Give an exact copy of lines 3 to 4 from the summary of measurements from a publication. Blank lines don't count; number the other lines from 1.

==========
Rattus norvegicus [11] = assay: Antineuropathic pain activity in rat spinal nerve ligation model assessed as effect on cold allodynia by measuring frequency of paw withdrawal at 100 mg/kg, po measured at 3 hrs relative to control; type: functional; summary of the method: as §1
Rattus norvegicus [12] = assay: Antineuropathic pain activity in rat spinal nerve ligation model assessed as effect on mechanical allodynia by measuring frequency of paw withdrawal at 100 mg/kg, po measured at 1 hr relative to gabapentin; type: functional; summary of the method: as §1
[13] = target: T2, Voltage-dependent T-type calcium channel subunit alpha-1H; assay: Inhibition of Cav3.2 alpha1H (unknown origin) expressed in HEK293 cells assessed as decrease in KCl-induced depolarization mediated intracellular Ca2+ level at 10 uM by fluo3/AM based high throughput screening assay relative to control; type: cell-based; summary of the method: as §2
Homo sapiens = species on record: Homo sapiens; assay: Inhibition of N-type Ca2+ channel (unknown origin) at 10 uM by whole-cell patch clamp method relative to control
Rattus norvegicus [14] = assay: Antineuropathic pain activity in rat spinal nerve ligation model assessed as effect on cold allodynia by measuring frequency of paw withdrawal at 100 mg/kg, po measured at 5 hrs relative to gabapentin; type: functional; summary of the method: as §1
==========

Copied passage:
[13] = target: T2, Voltage-dependent T-type calcium channel subunit alpha-1H; assay: Inhibition of Cav3.2 alpha1H (unknown origin) expressed in HEK293 cells assessed as decrease in KCl-induced depolarization mediated intracellular Ca2+ level at 10 uM by fluo3/AM based high throughput screening assay relative to control; type: cell-based; summary of the method: as §2
Homo sapiens = species on record: Homo sapiens; assay: Inhibition of N-type Ca2+ channel (unknown origin) at 10 uM by whole-cell patch clamp method relative to control